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Airborne Reconnaissance Platoon

Airborne Reconnaissance Platoon
Sub Category: Flames of War
Product Note: Middle/Late
Publish Year: 2010
Restockable: No
Mfg. part #: BFMBBX17
Type: Miniatures Box Set

Airborne Reconnaissance Platoon
Airborne Reconnaissance Platoon

Description

The 1st Airlanding Reconnaissance Squadron was formed in 1941 under the command of Major CFH ‘Freddie’ Gough and attached to the 1st Airborne Division’s reconnaissance unit in late 1942. The squadron had 250 men organised into a headquarters troop, four recce troops (named A to D Troops), and a support troop including the squadron’s heavy weapons.

The squadron first saw combat in September 1943 when it landed by sea in Italy with the 1st Airborne Division. The squadron led the advance up the Adriatic coast of Italy seizing German strong points and airfields along the way.

During the campaign, the squadron suffered heavy casualties and B Troop was permanently disbanded, its men sent to reinforce the other troops. The squadron accompanied the rest of the 1st Airborne Division back to England. Once there, the men were trained to parachute into action and land their jeeps by glider to help cut down on the overall number of gliders required for the squadron. To reflect this, the unit changed its name to the 1st Airborne Reconnaissance Squadron in early 1944.

The 1st Airborne Reconnaissance Squadron was given a special mission for Operation Market Garden. Since the British landing zones were over six miles from the primary objective, the Arnhem Road Bridge, C and D Troops were ordered to launch a coup de main assault to seize and hold the bridge until they were relieved. Instead of perfoming reconnaissance missions, A Troop and the Support Troop would stay with the division’s headquarters in reserve.

Major Gough was concerned about the nature of the mission, arguing that his light recon troops were not well suited for an all-out assault against a potentially well-defended enemy position. When his arguments were turned away, he requested that his jeeps be fitted with twin Vickers machine-guns and a platoon of Tetrarch light tanks so that he could overcome any German resistance on the objective. Both requests were denied due to a lack of transport and gilder-space issues.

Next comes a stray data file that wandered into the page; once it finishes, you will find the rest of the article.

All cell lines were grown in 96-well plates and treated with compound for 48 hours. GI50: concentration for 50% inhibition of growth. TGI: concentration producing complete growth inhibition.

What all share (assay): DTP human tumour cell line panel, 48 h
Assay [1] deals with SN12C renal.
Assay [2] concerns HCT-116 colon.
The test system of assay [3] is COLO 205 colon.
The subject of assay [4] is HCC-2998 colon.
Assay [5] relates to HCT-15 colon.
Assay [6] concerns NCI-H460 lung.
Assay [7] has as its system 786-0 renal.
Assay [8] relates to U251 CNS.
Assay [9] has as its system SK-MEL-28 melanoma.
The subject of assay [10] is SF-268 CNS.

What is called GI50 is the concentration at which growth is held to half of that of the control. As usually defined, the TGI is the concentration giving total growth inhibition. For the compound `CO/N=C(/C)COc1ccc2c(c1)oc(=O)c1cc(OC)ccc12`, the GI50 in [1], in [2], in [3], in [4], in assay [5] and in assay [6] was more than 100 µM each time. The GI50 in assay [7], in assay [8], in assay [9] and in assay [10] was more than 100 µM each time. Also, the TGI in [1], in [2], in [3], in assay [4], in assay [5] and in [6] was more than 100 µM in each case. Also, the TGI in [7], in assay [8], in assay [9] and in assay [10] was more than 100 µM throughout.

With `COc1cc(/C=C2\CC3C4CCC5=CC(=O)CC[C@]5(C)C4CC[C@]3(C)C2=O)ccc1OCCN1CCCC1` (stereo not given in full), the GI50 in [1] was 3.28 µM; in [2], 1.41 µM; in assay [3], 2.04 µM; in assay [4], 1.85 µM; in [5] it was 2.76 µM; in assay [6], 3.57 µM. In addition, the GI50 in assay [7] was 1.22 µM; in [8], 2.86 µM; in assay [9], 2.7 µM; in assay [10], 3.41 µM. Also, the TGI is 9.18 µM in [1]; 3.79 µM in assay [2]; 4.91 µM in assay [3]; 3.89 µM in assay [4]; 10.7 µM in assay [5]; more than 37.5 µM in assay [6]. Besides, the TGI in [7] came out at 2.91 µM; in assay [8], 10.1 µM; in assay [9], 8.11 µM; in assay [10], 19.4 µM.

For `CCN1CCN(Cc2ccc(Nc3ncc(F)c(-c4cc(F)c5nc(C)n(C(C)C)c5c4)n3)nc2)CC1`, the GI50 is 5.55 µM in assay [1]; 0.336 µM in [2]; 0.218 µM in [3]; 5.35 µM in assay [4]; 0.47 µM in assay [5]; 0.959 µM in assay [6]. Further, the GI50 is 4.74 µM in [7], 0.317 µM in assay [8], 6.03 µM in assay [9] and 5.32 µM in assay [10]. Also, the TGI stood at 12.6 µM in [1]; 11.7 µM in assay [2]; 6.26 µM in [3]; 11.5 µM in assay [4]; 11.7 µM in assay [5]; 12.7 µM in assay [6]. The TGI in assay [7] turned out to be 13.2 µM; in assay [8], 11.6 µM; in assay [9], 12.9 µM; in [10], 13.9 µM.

For the majority of the 1st Airborne Division, the 17 September landings were executed flawlessly. However, the reconnaissance squadron was not so lucky. Three of the unit’s 22 gliders failed to arrive and extracting the jeeps from crashed gliders proved difficult. As a result the departure of the coup de main force was delayed thirty minutes.

Within minutes of leaving the landing zone, C Troop was ambushed east of Wolfheze by SS-Sturmbannführer Krafft’s training battalion. The badly-mauled troop was pulled off the line and assigned to guard LZ S. Due to poor radio communications, the remainder of the squadron returned to the divisional headquarters. Only Major Gough with two jeeps from the HQ Troop reached Arnhem Bridge.

The squadron was then attached to Brigadier JW Hackett’s 4th Parachute Brigade to defend the Oosterbeek perimeter. The squadron fought until the evacuation order was given on 25 September and was ferried across the river with the rest of the 1st Airborne Division’s survivors.

In Flames Of War

The Airborne Reconnaissance Squadron is equipped with jeeps so that it can race to the objective and deposit its troops before the enemy can react.

If your opponent leaves the objective lightly defended, use these jeeps to make a quick run to capture it.